Common hand complaints explained
We use our hands throughout the day with a high level of function we often take for granted.
As a hand and upper extremity specialist, I see dozens of patients each week who complain of fingers that lock, click or go numb.
These conditions are annoying, painful and are generally seen more often in women than in men. They’re particularly common in patients whose work requires repetitive use of the hands.
A condition commonly referred to as trigger finger happens when the thumb or fingers lock and catch with bending and straightening. Flexor tendons allow fingers to bend, passing through a series of small bands in the palm and fingers called pulleys. This gives the tendon the mechanical advantage that allows the finger to bend smoothly by holding the tendon close to the bone.
Repetitive activities or underlying conditions such as diabetes can inflame the pulleys, causing a popping sensation when the tendon goes through the pulley. Patients relay that the finger is “stuck” or clicks when they open and close their hand.
Numbness and tingling
Another common hand complaint is numbness and tingling that involves the thumb, index and middle fingers. Patients tell me they can’t sleep because the numbness and pain in their hand wakes them up at night.
This syndrome represents inflammation within the carpal tunnel located at the wrist and palm region. Within the carpal tunnel runs the median nerve and flexor tendons. When repetitive activity, pregnancy or certain health conditions cause swelling in the canal, the blood supply for the nerve is impaired – hence the symptoms of pain and numbness in the hand and fingers.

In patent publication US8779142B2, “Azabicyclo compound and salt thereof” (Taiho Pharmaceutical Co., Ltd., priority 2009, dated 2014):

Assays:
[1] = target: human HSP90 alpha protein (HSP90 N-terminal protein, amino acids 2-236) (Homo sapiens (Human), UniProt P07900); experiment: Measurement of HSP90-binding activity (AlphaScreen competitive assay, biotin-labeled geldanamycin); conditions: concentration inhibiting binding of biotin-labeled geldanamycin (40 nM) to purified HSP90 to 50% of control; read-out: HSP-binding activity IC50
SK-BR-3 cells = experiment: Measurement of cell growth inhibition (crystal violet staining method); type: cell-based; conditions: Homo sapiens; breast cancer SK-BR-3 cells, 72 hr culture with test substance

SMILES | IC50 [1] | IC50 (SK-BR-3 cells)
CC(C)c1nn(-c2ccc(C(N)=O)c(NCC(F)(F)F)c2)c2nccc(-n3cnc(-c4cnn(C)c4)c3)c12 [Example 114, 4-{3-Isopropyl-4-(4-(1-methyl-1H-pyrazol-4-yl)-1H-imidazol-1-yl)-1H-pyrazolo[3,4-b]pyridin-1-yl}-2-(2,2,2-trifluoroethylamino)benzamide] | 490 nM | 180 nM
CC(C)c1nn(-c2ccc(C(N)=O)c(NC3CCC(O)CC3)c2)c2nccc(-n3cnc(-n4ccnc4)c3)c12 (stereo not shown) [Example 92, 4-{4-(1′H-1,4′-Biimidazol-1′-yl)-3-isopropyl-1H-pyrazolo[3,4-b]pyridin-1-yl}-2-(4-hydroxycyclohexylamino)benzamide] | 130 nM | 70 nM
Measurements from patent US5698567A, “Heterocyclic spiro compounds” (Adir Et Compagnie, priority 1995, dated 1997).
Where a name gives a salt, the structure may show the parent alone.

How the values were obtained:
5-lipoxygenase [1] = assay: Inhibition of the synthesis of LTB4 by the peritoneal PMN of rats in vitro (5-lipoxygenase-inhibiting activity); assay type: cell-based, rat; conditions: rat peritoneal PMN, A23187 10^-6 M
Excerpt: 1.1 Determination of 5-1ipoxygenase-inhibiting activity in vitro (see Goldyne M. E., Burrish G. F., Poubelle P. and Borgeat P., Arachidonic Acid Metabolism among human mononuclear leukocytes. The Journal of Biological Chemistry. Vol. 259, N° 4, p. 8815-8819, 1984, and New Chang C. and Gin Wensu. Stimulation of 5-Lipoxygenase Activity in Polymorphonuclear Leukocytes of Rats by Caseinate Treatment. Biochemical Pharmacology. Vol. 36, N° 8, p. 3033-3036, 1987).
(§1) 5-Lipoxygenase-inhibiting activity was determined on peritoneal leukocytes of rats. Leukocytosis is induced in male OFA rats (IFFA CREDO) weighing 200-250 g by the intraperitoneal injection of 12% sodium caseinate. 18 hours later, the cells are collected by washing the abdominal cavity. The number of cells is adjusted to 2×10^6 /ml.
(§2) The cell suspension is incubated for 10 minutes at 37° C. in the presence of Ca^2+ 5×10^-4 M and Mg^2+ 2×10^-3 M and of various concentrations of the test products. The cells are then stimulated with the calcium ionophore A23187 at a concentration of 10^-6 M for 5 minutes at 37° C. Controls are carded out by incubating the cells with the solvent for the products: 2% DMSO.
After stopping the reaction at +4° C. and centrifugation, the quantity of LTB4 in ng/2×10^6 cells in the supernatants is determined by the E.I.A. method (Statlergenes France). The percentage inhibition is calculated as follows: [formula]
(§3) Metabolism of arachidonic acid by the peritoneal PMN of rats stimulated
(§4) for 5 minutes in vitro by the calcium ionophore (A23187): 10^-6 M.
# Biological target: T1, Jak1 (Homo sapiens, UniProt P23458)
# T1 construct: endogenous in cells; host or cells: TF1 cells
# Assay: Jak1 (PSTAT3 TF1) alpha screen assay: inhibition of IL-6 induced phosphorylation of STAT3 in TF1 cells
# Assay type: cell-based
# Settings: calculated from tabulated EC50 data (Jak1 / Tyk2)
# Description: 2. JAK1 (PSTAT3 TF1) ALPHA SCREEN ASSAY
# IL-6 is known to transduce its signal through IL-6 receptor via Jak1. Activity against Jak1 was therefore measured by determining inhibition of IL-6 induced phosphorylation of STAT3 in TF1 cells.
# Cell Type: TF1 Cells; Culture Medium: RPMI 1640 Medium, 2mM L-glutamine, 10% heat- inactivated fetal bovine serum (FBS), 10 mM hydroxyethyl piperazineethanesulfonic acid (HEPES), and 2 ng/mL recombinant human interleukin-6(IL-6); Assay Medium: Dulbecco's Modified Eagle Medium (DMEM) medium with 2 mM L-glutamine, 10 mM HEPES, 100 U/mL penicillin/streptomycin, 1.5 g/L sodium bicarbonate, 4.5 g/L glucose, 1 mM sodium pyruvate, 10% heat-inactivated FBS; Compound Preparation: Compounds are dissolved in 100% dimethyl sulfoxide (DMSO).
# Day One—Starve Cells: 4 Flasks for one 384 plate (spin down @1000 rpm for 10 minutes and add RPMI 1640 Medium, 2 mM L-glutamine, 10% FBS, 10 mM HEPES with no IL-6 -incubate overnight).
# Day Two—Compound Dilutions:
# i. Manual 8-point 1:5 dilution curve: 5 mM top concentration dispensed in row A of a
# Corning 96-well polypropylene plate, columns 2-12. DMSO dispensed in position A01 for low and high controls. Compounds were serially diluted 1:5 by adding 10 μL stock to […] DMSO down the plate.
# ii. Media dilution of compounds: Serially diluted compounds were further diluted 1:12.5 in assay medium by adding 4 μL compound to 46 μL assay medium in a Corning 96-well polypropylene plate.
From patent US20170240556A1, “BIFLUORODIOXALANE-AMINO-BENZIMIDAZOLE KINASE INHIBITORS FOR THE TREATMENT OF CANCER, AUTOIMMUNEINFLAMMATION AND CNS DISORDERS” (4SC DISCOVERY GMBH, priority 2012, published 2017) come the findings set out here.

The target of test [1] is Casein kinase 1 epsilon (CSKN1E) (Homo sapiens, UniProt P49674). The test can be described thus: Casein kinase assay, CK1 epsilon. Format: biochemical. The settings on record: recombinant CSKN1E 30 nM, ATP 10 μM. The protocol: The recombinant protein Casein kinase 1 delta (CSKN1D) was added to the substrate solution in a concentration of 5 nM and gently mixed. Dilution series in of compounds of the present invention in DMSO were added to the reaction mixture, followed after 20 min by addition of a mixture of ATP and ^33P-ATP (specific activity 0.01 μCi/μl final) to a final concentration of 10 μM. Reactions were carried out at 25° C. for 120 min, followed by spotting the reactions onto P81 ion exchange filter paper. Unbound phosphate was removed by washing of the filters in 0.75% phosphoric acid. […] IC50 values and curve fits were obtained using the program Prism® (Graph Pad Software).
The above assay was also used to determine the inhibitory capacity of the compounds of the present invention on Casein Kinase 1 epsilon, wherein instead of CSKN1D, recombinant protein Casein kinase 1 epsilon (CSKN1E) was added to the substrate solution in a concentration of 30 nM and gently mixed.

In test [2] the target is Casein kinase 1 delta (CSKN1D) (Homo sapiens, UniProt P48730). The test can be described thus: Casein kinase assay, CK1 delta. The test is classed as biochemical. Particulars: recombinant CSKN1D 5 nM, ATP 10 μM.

Good news – there are both nonsurgical and surgical treatments for these conditions. Unless symptoms have been present consistently for months, I will recommend a cortisone injection to address the swelling that is causing locking in the fingers or numbness and tingling in the hands. I give these injections in the office daily – they are quick, and we use a topical freezing spray that minimizes discomfort.
When symptoms are present continuously and have failed to respond to conservative treatment, our next step is to discuss minimally invasive orthopedic surgeries that can be accomplished on an outpatient basis under local anesthesia. I explain to patients that they won’t feel pain and that I’ll be able to talk with them throughout the procedure, explaining each step in the process.
Patients undergoing these procedures can begin using their hand immediately following surgery. While there may be incisional soreness for a few weeks, most patients do very well and quickly return to regular activity.
Minimally invasive interventions can bring relief to nagging, uncomfortable symptoms that interfere with the important role of the hands in work or leisure activities.
About the Author
Dr. Marcus Talerico is a board-certified Lake County orthopedic surgeon with Advocate Medical Group Orthopedics and Advocate Condell Medical Center. A specialist in disorders of the hand and upper extremities, as well as orthopedic trauma, Dr. Talerico sees patients in Libertyville.